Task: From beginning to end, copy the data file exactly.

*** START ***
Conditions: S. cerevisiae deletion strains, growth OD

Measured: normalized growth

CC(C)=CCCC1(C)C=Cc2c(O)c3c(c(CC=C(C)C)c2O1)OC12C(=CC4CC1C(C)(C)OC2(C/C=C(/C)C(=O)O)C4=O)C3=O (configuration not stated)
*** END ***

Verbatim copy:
Conditions: S. cerevisiae deletion strains, growth OD

Measured: normalized growth

CC(C)=CCCC1(C)C=Cc2c(O)c3c(c(CC=C(C)C)c2O1)OC12C(=CC4CC1C(C)(C)OC2(C/C=C(/C)C(=O)O)C4=O)C3=O (configuration not stated)